NY Hall of Fame Inducts Dempsey

By Clarence George on March 6, 2013
NY Hall of Fame Inducts Dempsey
Jack Dempsey's Broadway Restaurant opened in 1935, directly across from the Garden.


“New York State was the driving force in boxing for more than a half-century and remains a major player in the sport,” says New York State Boxing Hall of Fame and Ring 8 president Bob Duffy. And that’s putting it mildly. New York is the home of Madison Square Garden, the Mecca of Boxing, as well as the defunct and lamented Stillman’s Gym and the Neutral Corner Cocktail Lounge and Restaurant—“Steaks and Chops Our Specialty, Meet Your Favorite Fighters and Managers Here”—yes, guys like Charley Goldman, Whitey Bimstein, and even an intrusive boxing writer or two, such as the inimitable A.J. Liebling. Rocky Marciano himself might pop in for a hard-boiled egg and a sip of water and a natter with retired and fatter-than-ever Tony Galento, fresh off his learning Jackie Gleason the perils of presumption.

How did that song go? Ah, yes:

Those were the days my friend
We thought they’d never end

Only in its second year, New York’s Boxing Hall of Fame is doing its part to enshrine the city and state’s incomparable boxing history by honoring those boxers, as well as the sport’s non-participants, who are native sons (born or raised). Yes, yes, there are some non-New York boxers who are of the highest caliber. Joe Louis, for example. And one or two others…I guess.

This year’s posthumous inductees include heavyweight champ Jack Dempsey (whose Jack Dempsey’s Broadway Restaurant opened in 1935 between 49th and 50th Streets on Broadway, directly across from the Garden, closing in 1974), two-time featherweight and junior lightweight king Sandy Saddler, light heavyweight champ Maxie Rosenbloom, and featherweight and junior lightweight titlist Johnny Dundee, who fought Benny Leonard a remarkable nine times. Deceased non-participants are promoter Mike Jacobs (not to be confused with Joe Jacobs of “We wuz robbed!” fame), promoter Tex Rickard, announcer Don Dunphy, and Garden matchmaker Teddy Brenner.

Among those boxers still with us who are to be inducted are two-time welterweight titlist Mark Breland, three-division world champ Iran Barkley, bantamweight and junior featherweight titlist Junior Jones, junior welterweight and welterweight titleholder James “Buddy” McGirt, light heavyweight champ Eddie Mustafa Muhammad, heavyweight Doug Jones, light heavy Bobby Cassidy, and middleweight Joey Archer. This year’s non-participant inductees are promoter Bob Arum, manager Tony Graziano (where’s Brooklyn-born Rocky?), manager Shelly Finkel, and boxing analyst Larry Merchant.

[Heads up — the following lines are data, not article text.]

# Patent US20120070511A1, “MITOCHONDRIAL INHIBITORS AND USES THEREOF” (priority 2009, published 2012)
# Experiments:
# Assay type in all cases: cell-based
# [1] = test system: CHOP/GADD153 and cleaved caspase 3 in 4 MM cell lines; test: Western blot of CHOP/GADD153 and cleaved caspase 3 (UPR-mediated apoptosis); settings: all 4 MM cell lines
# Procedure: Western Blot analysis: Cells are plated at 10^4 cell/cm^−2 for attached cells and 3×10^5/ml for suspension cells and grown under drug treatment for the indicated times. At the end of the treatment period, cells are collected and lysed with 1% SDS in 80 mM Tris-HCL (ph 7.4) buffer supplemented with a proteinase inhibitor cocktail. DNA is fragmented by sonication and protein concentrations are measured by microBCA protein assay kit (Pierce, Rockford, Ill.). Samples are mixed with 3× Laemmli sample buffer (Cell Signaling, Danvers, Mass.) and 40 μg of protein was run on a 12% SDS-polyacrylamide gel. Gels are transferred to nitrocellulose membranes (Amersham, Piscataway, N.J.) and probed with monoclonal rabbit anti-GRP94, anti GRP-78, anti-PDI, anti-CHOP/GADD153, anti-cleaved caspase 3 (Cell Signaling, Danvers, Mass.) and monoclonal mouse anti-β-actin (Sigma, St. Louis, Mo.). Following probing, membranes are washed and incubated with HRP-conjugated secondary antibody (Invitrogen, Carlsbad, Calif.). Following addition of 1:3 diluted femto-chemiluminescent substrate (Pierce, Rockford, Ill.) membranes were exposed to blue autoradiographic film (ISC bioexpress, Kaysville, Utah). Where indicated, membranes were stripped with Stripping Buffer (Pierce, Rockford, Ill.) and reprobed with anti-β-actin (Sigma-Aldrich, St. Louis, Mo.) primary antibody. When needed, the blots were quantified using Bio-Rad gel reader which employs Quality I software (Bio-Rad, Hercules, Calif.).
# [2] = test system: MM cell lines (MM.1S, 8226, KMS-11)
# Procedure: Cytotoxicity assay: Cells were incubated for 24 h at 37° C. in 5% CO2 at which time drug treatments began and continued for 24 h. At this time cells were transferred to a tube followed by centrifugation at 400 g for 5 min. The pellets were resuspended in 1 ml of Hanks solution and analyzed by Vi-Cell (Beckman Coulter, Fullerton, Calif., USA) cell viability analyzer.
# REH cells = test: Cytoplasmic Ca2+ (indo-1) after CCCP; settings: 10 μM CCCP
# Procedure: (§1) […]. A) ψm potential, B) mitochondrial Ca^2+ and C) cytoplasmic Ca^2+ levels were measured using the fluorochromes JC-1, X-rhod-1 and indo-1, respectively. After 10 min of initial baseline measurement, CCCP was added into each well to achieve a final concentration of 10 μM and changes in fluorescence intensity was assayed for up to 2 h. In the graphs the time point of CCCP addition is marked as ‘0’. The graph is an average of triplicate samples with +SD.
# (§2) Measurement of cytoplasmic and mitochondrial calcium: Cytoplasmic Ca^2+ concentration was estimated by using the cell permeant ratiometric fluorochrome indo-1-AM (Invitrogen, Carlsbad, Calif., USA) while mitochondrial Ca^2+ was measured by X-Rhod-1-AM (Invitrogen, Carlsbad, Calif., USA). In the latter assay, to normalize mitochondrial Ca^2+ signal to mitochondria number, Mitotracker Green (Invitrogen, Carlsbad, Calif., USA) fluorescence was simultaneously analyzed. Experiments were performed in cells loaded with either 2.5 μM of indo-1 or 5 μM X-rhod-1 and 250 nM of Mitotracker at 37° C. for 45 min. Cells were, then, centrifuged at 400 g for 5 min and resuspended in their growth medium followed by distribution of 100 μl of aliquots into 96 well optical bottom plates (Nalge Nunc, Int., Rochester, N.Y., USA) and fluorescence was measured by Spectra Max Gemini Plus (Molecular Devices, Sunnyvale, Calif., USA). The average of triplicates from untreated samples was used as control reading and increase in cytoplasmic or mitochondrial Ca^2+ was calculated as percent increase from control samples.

Dempsey and Arum together again for the very first time. Or something. Who’d have thunk it?

The inaugural class was graced by the likes of Carmen Basilio (since deceased), Jake LaMotta, Emile Griffith, Mike Tyson, Riddick Bowe, Mike McCallum, Vito Antuofermo, and Carlos Ortiz. Those posthumously inducted were Sugar Ray Robinson, Gene Tunney, Tony Canzoneri, and Leonard. Non-participants inducted were Jimmy Glenn, Steve Acunto, and Harold Lederman. Posthumous non-boxer inductees were Nat Fleischer, Ray Arcel, Gil Clancy, Arthur Mercante Sr., and Bill Gallo.

In order to be considered for induction, boxers must be retired for at least three years and must have been residents of The Empire State for much of their careers. Nominating-committee members are Steve Farhood, Jack Hirsch, Don Majeski, Henry Hascup, Ron McNair, and Neil Terens.

The inductions will formally take place at a celebratory feast to be held at Russo’s On The Bay in Howard Beach on April 28. Tickets are $150 for adults and $50 for children, and may be obtained by calling Duffy at 516-313-2304. Alternatively, phone Tony Mazzarella, owner of the Waterfront Crabhouse in Long Island City, at 718-729-4862.

The ticket cost for Ring 8 members is $125. In addition, members are entitled to attend a monthly dinner at Mazzarella’s restaurant, where rubbing shoulders with “The Bronx Bull” and other boxing luminaries is anything but uncommon.

Ring 8’s motto is “Boxers Helping Boxers.” I’m a proud member of this outstanding charitable association, which did much to help what Thom Jones would no doubt call “Pugilists at Rest”—Saddler and Frank Sinatra favorite Tami Mauriello, among many others, and continues to do so. Griffith is a notable and deserving beneficiary. Membership is reserved to the boxing world’s elite, aka those who can afford the yearly $25 fee.

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